Now we are spitting into our hands again: we are increasing the gross national product in two stages

The leading economic research institutes expect a strong upswing. Initially, this is expected to be driven primarily by private consumption.

Now we are spitting into our hands again: we are increasing the gross national product in two stages

According to economic researchers, the German economy is on the verge of a strong upswing. After the deep Corona recession in 2020 and the renewed full braking at the beginning of 2021, however, the economic engine is unlikely to start with the "boom" hoped for by Vice Chancellor Olaf Scholz – but rather ignite in two stages, as several research institutes reported in their latest forecasts on Thursday.

Private consumption is the only mainstay of growth for the time being. In industry, things are not likely to run smoothly until the second half of the year due to the considerable disruptions in global supply chains: Although the manufacturing sector is sitting on bulging order books, it is often unable to process orders due to supply bottlenecks for raw materials and intermediate products.

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"For the time being, however, the recovery will be delayed in the industrial sector. The strong global recovery has brought with it multi-layered supply bottlenecks that are noticeably hampering the production of many companies," says the I. Despite the very good order situation, production in the manufacturing sector "will therefore probably only gradually return to its recovery course in the second half of the year.". In addition, according to Ulrich Kater, Dekabank’s chief economist, demand is increasingly coming up against limits to its capacities, which are likely to have shrunk during the pandemic.

A late "spring awakening

Overall, however, the expectations of economic researchers are thoroughly positive: "German economy with late spring awakening," says the Berlin DIW. The head of the Kiel Institute for the World Economy (I), Stefan Kooths, says: "The German economic boiler is under steam." Or: "The economy in Germany is picking up again in the wake of the easing of infection control measures," according to the head of economic research at the Essen-based RWI, Torsten Schmidt.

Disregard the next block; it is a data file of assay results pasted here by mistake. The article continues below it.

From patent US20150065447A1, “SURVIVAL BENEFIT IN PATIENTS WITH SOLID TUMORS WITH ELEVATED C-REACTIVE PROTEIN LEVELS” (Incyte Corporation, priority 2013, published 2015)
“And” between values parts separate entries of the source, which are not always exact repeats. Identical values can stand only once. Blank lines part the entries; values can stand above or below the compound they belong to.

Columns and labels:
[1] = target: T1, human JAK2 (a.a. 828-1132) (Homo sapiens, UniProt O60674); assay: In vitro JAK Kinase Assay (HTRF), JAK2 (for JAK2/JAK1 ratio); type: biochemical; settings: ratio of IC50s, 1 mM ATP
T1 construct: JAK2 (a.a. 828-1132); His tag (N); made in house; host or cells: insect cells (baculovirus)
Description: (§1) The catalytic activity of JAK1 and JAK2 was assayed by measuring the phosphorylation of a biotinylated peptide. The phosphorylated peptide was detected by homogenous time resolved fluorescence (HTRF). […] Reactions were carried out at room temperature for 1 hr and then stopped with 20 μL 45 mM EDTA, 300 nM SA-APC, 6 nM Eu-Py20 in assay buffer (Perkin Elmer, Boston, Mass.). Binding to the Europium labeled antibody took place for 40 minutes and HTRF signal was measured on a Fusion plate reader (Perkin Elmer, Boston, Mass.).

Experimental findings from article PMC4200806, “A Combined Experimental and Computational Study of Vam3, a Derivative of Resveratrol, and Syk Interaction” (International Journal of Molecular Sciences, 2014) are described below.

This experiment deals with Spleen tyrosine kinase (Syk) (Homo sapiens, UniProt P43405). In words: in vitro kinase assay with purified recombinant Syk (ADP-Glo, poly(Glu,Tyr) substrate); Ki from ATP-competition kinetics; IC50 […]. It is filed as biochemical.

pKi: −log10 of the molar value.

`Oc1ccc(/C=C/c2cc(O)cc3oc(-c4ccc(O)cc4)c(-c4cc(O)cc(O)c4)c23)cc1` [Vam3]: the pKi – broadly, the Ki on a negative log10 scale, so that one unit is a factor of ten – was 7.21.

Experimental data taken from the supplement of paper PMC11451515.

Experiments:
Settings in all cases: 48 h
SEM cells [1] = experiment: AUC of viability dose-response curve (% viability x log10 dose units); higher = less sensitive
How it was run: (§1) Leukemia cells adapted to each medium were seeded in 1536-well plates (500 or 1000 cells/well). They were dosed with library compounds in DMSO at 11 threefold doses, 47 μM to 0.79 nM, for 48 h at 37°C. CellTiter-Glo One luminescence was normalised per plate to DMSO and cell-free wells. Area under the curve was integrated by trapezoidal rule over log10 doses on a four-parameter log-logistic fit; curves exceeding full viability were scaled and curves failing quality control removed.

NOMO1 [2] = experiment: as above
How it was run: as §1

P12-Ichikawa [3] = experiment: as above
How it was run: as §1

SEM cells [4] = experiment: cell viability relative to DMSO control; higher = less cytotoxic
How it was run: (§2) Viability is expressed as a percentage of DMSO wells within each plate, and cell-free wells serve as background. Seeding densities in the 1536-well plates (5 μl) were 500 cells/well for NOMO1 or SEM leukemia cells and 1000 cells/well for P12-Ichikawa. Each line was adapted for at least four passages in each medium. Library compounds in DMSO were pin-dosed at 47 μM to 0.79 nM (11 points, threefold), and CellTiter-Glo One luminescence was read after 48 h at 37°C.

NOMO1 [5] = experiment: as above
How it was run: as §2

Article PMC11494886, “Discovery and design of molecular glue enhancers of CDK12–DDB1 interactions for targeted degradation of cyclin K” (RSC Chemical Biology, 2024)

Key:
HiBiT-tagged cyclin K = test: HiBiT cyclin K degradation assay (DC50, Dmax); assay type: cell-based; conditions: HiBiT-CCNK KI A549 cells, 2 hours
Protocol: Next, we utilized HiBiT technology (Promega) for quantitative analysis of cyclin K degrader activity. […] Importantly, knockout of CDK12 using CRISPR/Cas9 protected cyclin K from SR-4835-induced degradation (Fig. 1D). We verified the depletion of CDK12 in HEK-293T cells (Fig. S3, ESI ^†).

In 2020, the world’s number four economy slumped by 4.8 percent under the impact of the corona pandemic. The I now expects economic growth of 3.9 percent for 2021 (March forecast: 3.7). The DIW believes that Europe’s largest economy will grow by 3.2 (previously 3.0) percent – and the RWI has raised its expectations to 3.7 (3.6) percent.

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Only the Munich-based Ifo Institute had reduced its forecast to 3.3 (3.7) percent the previous day – focusing on the braking effects of supply bottlenecks. For 2022, all researchers are predicting significantly stronger growth in gross domestic product (GDP): Predictions range from 4.3 percent (Ifo and DIW) to 4.7 (RWI) or 4.8 percent (I). According to forecasts, the German labor market, which was booming before Corona, should return to the pre-crisis level of 2019 in terms of employment and unemployment figures.

Money is rolling in

In the case of private households, the repeatedly necessary lockdowns with closures of retail outlets, gyms or cinemas, for example, have led to a huge consumption backlog, resulting in unprecedented savings: "Compared to a scenario in which the savings rate would have remained at its pre-crisis level, according to our forecast the combined accumulated purchasing power last year and this year amounts to around 200 billion euros or. 10 percent of disposable income (in 2019)," write the I economic researchers. Government support – for example, the reduction in value-added tax in the second half of 2020, as well as monetary social benefits such as short-time working allowances – would also have piled up to date to a large extent.

With the gradual relaxation of the Corona measures, public life is now awakening – and the money withheld from households is rolling in on merchants, service providers and restaurateurs. The I expects this to boost private consumer spending by 2.4 percent in 2021 and by as much as 8.2 percent in 2022 – with one uncertainty factor: "It remains an open question how much of the purchasing power that has built up in the meantime will be spent on additional private consumer spending."

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Moreover, it’s far from a foregone conclusion whether the Corona situation will ease further. Any forecasts would be "on shaky ground as long as the Corona pandemic is not sustainably contained," the DIW emphasized. "Only when the vaccination rate is so high that at least herd immunity is approximately achieved will we experience a sustained upswing." (dpa)

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